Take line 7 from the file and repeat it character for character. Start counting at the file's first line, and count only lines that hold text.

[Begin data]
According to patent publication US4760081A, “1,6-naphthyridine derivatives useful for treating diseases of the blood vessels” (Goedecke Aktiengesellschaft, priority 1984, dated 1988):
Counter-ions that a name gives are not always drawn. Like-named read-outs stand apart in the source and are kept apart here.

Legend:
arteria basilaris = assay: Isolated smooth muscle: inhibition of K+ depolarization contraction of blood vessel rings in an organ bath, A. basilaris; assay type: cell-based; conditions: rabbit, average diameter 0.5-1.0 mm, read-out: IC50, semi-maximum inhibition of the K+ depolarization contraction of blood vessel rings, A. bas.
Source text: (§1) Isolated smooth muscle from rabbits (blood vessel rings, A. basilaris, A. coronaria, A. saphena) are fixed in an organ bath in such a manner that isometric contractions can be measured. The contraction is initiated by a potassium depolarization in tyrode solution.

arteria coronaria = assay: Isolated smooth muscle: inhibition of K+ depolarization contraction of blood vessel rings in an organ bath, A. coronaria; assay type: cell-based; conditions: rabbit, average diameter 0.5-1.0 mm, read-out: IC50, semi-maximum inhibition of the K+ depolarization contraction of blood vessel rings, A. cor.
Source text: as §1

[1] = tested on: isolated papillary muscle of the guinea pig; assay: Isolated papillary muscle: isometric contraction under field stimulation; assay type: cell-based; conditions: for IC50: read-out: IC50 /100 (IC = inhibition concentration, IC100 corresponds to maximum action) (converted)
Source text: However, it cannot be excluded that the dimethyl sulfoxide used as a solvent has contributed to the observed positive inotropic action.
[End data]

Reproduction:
Source text: as §1